Over the last few years, India has significantly transformed its energy policy, with renewable energy emerging as the dominant source of capacity addition. This is triggered by two key factors. First, the government’s strong thrust on the area—it aims to build 175 gigawatt of generation capacity by 2022, and achieve 40% cumulative power capacity from non-fossil fuel-based energy resources by 2030. Figures from the ministry of new and renewable energy show that over the last 24 months, nearly 21 gigawatt of renewable energy has been added, cumulating to a total installed renewable energy capacity of around 57 gigawatt as of March 2017. Furthermore, Yes Securities’ estimates indicate there is a strong pipeline to achieve another 21 gigawatt (15 gigawatt solar, 5 gigawatt wind, 1 gigawatt others) in installed renewable energy capacity by 2019.
Second, with falling solar panel prices—our estimates show an over 50% decline in the last five years—and improving wind technology yields, renewable energy has not only become cost-competitive, but also offers low installation and feedstock risk vis-a-vis conventional power. This makes it a preferred asset class for developers and investors, which is exemplified by the recent ~Rs 2.44/kilowatt-hour bid for solar power and Rs 3.46/kilowatt-hour bid for wind power, as reported by the media in 2017. These figures are significantly lower than the tariff for new thermal and hydel capacities.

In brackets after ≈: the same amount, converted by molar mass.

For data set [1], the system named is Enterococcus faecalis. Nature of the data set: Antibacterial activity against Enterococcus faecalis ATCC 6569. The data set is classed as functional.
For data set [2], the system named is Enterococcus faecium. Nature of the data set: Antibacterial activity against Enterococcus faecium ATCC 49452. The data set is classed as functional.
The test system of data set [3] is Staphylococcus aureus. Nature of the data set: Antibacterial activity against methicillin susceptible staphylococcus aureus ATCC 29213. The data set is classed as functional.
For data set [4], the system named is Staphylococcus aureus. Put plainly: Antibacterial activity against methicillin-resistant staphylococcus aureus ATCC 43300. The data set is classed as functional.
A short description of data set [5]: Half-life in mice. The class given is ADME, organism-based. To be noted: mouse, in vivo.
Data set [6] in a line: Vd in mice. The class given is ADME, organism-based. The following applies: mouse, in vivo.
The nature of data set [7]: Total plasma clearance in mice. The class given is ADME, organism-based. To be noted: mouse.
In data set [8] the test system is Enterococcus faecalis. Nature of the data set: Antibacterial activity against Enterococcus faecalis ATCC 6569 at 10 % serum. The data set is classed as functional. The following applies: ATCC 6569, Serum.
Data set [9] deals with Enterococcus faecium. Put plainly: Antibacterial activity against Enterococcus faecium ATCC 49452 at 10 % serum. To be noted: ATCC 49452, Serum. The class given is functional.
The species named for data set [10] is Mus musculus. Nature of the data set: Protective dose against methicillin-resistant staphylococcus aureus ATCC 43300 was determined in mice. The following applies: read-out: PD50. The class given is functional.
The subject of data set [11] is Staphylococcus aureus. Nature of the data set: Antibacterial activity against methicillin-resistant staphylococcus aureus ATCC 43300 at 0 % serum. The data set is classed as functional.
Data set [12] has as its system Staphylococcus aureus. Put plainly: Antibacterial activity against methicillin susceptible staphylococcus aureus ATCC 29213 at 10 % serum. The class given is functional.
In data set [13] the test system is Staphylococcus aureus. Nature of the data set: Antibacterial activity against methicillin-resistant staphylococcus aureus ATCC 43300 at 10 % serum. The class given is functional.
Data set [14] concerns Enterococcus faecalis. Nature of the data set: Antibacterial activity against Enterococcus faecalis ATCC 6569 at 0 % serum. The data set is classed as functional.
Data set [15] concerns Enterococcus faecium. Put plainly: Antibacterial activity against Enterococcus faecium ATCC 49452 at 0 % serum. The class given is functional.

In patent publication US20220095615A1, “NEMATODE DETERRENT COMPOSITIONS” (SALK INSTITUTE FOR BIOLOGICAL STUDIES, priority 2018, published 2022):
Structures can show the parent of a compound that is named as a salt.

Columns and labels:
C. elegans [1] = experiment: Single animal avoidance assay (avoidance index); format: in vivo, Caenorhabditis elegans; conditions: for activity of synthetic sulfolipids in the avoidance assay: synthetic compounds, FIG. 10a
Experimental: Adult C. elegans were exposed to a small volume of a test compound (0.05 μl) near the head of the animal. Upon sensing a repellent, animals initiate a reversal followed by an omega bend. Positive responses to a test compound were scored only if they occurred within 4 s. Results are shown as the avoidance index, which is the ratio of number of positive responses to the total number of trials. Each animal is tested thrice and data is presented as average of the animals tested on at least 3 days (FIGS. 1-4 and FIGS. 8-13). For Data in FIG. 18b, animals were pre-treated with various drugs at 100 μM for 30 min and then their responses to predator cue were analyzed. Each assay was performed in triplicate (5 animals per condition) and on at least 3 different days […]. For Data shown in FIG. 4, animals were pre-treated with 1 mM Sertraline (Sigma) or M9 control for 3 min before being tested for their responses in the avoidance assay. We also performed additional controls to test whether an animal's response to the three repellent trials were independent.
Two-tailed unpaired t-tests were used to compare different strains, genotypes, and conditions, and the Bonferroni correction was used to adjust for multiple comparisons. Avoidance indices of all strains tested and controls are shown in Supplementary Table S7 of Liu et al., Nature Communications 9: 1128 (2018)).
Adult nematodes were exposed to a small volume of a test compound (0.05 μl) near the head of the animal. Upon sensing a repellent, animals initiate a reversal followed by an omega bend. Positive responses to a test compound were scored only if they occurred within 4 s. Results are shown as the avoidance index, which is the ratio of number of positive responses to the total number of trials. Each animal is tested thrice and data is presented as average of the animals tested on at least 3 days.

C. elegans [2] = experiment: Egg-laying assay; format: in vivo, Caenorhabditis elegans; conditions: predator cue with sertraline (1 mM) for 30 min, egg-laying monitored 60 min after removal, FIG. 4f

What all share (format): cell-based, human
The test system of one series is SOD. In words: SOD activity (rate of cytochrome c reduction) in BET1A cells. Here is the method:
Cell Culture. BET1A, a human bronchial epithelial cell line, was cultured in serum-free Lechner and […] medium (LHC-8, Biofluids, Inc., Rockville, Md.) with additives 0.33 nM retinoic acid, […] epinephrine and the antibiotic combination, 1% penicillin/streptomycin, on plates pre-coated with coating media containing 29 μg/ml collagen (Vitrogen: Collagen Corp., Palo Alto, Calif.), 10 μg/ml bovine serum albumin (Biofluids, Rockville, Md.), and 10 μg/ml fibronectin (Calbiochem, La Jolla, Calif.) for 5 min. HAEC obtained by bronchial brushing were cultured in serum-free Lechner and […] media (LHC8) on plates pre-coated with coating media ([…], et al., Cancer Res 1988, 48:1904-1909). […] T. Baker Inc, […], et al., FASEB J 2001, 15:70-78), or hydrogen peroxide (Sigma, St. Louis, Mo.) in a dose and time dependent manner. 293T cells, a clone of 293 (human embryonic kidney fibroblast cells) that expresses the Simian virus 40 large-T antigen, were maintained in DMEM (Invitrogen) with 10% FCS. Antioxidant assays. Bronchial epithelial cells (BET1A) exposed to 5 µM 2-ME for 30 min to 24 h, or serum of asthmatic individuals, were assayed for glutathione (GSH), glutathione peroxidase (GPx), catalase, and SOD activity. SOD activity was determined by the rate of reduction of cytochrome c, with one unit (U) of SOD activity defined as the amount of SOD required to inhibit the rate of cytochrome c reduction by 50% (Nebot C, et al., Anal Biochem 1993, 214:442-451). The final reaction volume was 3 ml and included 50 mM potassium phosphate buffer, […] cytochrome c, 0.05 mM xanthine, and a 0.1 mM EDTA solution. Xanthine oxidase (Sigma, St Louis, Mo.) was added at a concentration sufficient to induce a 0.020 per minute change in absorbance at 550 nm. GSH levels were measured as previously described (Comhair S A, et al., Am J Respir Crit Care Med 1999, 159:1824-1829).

In the light of these developments, the sector—which started as a subsidy-driven, environmentally-focused alternative to conventional power—has become the mainstay of capacity additions in the country. Furthermore, renewable energy technology and policy framework are now more mature with higher-certainty data and trends on generation and equipment performance.
These fundamental changes have led to the equity, debt, and mergers & acquisitions (EDM) triumvirate, propelling growth in the renewable energy space in general and…